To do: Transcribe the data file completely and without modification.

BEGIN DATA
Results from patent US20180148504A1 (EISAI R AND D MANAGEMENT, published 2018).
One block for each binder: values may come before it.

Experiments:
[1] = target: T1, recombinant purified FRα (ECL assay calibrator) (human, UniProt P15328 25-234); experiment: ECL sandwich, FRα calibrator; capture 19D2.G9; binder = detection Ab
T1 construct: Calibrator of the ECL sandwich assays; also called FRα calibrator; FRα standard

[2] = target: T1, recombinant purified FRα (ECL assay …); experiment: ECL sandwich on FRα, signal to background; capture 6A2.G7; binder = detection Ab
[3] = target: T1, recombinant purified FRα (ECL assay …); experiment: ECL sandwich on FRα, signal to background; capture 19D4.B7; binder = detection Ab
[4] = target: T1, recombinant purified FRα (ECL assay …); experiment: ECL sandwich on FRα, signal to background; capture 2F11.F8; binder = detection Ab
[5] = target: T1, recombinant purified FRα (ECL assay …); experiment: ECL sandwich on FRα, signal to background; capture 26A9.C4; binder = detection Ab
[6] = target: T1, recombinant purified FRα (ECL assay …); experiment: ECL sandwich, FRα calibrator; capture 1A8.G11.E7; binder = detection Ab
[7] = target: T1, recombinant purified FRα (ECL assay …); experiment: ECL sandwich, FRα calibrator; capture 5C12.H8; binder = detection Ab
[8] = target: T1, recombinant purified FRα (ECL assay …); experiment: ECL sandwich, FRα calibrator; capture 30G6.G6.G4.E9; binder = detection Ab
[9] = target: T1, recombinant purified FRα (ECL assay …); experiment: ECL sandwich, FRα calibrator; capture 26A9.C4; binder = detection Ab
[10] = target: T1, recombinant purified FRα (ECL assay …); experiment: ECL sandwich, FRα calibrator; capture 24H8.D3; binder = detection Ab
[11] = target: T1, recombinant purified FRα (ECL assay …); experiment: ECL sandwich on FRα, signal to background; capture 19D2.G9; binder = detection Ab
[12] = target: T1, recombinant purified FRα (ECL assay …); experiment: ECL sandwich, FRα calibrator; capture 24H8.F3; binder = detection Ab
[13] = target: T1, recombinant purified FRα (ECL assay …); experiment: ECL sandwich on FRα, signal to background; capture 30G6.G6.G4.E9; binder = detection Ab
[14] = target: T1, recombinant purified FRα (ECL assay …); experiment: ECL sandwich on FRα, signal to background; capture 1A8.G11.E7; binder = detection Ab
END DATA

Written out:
Results from patent US20180148504A1 (EISAI R AND D MANAGEMENT, published 2018).
One block for each binder: values may come before it.

Experiments:
[1] = target: T1, recombinant purified FRα (ECL assay calibrator) (human, UniProt P15328 25-234); experiment: ECL sandwich, FRα calibrator; capture 19D2.G9; binder = detection Ab
T1 construct: Calibrator of the ECL sandwich assays; also called FRα calibrator; FRα standard

[2] = target: T1, recombinant purified FRα (ECL assay …); experiment: ECL sandwich on FRα, signal to background; capture 6A2.G7; binder = detection Ab
[3] = target: T1, recombinant purified FRα (ECL assay …); experiment: ECL sandwich on FRα, signal to background; capture 19D4.B7; binder = detection Ab
[4] = target: T1, recombinant purified FRα (ECL assay …); experiment: ECL sandwich on FRα, signal to background; capture 2F11.F8; binder = detection Ab
[5] = target: T1, recombinant purified FRα (ECL assay …); experiment: ECL sandwich on FRα, signal to background; capture 26A9.C4; binder = detection Ab
[6] = target: T1, recombinant purified FRα (ECL assay …); experiment: ECL sandwich, FRα calibrator; capture 1A8.G11.E7; binder = detection Ab
[7] = target: T1, recombinant purified FRα (ECL assay …); experiment: ECL sandwich, FRα calibrator; capture 5C12.H8; binder = detection Ab
[8] = target: T1, recombinant purified FRα (ECL assay …); experiment: ECL sandwich, FRα calibrator; capture 30G6.G6.G4.E9; binder = detection Ab
[9] = target: T1, recombinant purified FRα (ECL assay …); experiment: ECL sandwich, FRα calibrator; capture 26A9.C4; binder = detection Ab
[10] = target: T1, recombinant purified FRα (ECL assay …); experiment: ECL sandwich, FRα calibrator; capture 24H8.D3; binder = detection Ab
[11] = target: T1, recombinant purified FRα (ECL assay …); experiment: ECL sandwich on FRα, signal to background; capture 19D2.G9; binder = detection Ab
[12] = target: T1, recombinant purified FRα (ECL assay …); experiment: ECL sandwich, FRα calibrator; capture 24H8.F3; binder = detection Ab
[13] = target: T1, recombinant purified FRα (ECL assay …); experiment: ECL sandwich on FRα, signal to background; capture 30G6.G6.G4.E9; binder = detection Ab
[14] = target: T1, recombinant purified FRα (ECL assay …); experiment: ECL sandwich on FRα, signal to background; capture 1A8.G11.E7; binder = detection Ab